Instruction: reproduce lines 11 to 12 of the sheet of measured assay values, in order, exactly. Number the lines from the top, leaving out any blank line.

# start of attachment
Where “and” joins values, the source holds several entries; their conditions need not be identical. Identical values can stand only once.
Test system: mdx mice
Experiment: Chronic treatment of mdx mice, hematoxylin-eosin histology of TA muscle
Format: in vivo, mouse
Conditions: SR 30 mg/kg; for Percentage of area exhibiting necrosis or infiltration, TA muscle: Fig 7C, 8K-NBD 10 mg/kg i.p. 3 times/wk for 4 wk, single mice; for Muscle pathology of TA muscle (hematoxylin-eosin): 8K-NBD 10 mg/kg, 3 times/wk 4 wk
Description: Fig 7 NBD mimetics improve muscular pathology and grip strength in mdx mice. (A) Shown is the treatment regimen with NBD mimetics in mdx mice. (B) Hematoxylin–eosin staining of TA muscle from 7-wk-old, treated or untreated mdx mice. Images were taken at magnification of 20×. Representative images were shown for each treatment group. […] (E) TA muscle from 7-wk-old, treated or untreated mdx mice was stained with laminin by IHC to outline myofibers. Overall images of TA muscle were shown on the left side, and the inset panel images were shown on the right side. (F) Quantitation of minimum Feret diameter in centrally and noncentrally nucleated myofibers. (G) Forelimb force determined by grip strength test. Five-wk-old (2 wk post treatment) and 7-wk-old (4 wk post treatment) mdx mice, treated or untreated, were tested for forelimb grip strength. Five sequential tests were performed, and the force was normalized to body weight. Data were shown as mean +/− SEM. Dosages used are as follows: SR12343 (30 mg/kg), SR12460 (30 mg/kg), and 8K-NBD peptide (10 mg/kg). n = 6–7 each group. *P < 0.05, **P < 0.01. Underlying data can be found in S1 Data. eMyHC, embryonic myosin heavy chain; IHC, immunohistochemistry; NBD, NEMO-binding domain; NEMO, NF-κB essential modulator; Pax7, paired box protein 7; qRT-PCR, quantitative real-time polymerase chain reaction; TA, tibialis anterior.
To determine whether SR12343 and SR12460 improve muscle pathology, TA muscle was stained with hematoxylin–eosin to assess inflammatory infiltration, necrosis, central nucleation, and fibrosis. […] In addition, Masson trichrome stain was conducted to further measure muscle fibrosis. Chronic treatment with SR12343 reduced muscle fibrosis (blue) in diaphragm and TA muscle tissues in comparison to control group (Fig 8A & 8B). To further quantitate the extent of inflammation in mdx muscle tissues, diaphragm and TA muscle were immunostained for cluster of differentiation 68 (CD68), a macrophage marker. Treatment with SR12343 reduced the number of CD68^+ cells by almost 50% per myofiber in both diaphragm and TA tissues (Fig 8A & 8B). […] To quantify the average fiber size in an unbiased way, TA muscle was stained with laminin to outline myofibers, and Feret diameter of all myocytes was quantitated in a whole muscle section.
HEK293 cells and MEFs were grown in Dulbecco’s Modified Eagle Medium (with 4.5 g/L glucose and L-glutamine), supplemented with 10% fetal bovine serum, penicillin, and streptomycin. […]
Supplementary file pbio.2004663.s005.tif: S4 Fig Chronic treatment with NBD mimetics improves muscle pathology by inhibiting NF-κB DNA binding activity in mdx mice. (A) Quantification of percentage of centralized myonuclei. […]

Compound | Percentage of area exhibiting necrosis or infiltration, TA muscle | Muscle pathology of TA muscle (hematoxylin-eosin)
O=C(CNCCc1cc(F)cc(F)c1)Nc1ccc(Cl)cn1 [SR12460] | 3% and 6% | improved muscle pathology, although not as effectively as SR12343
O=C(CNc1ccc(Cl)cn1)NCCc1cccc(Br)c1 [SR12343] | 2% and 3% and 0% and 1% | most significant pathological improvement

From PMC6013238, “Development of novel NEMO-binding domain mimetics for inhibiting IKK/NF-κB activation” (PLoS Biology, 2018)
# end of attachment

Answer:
O=C(CNCCc1cc(F)cc(F)c1)Nc1ccc(Cl)cn1 [SR12460] | 3% and 6% | improved muscle pathology, although not as effectively as SR12343
O=C(CNc1ccc(Cl)cn1)NCCc1cccc(Br)c1 [SR12343] | 2% and 3% and 0% and 1% | most significant pathological improvement